10/18/13 10:30am
10/18/2013 10:30 AM

CYNDI MURRAY PHOTO | A proposal to allow outside guests to eat at the Blue Inn in East Marion has local community association members concerned.

The Blue Inn in East Marion is hoping to open its restaurant to outside guests but the people who live closest to the motel say they aren’t happy about that plan.

Blue Inn owner Sam Glass, an attorney from Hempsted, has requested a special exception from the Southold Town Zoning Board of Appeals to expand service at the current restaurant to outside guests. Currently, the Blue Inn is permitted to serve food and drinks only to guests of the year-round motel.

Under the new plan, Mr. Glass is proposing to open the restaurant to the public on Fridays, Saturdays and Sundays from June 1 through Labor Day. No outdoor music would be played after 9 p.m. and the bar would close at 11 p.m., according to the application. Small events would also be permitted until 9 p.m., under the proposal.

It’s a plan that does not sit well with nearby residents.

“Our priority is to maintain East Marion as a quiet and peaceful hamlet,” said Anne Murray, vice president of the East Marion Community Association. “The town needs to be careful when weighing [the needs of the] business and community.”

Neighbors said the new plan is reminiscent of concerns they had about the motel under its previous ownership, when the restaurant was open to the public. In a letter sent to the ZBA in mid-September, neighbors Joseph Zizzo and Maria Capotorto said the motel functioned like an “illegally constructed outdoor nightclub” under the previous owner, who sold the motel to Mr. Glass more than two years ago.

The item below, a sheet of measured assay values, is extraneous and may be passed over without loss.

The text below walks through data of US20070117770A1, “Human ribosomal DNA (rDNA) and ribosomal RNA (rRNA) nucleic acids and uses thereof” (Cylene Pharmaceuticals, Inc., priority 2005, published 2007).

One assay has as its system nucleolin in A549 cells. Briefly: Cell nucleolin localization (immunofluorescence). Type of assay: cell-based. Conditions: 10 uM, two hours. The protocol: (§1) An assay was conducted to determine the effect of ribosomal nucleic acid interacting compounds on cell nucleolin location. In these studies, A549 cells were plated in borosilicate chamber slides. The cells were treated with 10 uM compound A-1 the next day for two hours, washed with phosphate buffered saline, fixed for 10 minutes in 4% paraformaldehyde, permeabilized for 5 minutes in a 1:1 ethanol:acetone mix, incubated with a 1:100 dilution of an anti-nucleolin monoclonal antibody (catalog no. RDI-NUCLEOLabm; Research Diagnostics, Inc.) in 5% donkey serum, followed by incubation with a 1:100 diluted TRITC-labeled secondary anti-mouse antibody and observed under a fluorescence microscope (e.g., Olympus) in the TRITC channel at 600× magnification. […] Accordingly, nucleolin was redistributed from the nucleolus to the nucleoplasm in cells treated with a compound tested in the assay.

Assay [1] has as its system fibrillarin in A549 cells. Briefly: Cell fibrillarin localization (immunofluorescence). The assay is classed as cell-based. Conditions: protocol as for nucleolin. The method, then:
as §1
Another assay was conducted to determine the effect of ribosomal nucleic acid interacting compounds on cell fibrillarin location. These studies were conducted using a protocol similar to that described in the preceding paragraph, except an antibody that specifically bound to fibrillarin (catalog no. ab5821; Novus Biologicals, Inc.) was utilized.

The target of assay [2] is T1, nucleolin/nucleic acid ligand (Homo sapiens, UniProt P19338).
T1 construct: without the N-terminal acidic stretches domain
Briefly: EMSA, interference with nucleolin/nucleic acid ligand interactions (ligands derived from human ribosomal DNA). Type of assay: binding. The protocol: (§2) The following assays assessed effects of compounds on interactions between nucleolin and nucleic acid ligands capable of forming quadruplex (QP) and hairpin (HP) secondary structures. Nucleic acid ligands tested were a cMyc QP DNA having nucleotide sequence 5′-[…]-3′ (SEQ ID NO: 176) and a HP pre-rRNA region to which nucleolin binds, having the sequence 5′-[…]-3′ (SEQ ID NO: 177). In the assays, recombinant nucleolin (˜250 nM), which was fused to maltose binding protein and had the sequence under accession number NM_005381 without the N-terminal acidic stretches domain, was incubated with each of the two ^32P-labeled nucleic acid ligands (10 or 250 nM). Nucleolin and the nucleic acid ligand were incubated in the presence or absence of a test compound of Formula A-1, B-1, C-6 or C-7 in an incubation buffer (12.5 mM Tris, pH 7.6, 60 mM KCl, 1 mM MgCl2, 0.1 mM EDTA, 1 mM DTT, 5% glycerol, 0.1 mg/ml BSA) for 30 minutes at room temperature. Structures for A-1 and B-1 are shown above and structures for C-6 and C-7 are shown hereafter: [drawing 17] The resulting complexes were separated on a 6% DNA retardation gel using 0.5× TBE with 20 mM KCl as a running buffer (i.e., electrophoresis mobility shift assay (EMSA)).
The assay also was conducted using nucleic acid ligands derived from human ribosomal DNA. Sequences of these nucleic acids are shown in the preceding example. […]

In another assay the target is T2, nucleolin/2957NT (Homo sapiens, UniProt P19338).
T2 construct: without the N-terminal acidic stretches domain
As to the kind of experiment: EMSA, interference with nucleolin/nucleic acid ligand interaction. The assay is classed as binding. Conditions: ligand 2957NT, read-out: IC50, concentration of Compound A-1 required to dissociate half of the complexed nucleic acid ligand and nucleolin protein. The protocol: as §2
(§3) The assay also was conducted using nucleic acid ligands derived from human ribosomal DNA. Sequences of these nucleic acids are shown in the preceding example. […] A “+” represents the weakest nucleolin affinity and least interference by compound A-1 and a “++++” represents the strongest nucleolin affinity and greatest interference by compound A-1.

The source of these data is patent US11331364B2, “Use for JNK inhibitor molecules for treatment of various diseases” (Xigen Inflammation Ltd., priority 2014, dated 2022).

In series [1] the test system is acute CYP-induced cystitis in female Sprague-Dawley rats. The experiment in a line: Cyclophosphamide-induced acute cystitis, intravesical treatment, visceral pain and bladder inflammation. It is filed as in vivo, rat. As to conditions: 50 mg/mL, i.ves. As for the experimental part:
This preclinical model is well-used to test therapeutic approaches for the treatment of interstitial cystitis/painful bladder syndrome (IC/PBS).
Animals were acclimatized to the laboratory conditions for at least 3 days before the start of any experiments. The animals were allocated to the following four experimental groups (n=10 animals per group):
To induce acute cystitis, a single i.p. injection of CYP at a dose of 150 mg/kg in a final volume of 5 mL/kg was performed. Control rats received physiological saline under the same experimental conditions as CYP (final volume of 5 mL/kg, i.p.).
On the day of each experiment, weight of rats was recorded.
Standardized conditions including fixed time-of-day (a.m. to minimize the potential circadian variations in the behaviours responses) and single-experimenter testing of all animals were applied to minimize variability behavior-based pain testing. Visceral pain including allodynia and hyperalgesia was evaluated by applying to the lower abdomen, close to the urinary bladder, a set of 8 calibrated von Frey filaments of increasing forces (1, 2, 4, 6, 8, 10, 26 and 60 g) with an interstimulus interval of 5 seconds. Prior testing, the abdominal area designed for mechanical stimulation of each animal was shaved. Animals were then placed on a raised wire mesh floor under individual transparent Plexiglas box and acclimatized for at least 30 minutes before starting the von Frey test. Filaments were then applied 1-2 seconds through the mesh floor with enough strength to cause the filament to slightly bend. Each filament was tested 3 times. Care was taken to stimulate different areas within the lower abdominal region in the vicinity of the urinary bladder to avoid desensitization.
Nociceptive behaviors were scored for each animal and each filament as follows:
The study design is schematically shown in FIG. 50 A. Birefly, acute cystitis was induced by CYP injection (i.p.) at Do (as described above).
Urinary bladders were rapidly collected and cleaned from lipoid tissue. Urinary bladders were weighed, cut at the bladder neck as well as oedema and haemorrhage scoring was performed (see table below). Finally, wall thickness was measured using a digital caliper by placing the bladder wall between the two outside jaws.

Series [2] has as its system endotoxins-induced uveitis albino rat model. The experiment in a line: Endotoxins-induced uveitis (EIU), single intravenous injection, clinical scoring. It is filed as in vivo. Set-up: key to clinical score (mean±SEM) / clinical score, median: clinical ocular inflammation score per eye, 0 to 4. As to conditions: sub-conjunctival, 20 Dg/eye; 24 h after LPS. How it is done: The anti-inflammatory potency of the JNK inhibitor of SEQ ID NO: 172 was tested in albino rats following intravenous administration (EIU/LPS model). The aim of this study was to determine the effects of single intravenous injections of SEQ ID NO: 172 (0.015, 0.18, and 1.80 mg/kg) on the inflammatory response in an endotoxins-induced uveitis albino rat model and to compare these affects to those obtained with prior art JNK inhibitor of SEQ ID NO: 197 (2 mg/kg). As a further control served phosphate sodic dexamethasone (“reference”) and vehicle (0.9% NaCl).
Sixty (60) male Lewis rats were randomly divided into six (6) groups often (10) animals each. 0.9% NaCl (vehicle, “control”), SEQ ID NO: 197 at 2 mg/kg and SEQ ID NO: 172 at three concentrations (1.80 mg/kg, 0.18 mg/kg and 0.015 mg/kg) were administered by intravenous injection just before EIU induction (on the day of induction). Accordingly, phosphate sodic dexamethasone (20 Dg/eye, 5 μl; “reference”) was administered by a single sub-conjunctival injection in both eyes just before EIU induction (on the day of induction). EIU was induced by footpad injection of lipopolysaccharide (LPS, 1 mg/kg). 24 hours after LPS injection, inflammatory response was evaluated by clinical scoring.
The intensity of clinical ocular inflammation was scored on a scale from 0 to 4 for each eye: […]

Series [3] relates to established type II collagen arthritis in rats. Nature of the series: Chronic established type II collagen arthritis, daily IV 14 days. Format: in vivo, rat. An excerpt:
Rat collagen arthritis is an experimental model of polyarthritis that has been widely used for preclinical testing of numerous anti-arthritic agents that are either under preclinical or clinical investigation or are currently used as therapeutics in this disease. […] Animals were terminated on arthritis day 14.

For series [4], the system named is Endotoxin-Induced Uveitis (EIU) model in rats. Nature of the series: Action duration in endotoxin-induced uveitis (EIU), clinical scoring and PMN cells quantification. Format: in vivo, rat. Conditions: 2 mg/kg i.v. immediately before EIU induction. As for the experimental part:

The letter goes on to recount instances of drunken guests arguing and wandering into neighboring yards.

“It was a torturous time for East Marion,” Ms. Murray said.

The community association’s concerns about the motel helped lead the push to pass Southold Town’s first noise ordinance nearly three years ago.

In a 2011 interview with The Suffolk Times, Mr. Glass said he had no knowledge of the controversy when he purchased The Blue Inn. He could not be reached for comment for this story.

In a letter to the ZBA last month, he said he was also unaware that an agreement he signed with the town in 2011, which categorized the restaurant as an accessory use to the motel, would not allow it to be open to the public.

Mr. Glass said in the same letter that opening the restaurant to the public is necessary to sustain the business.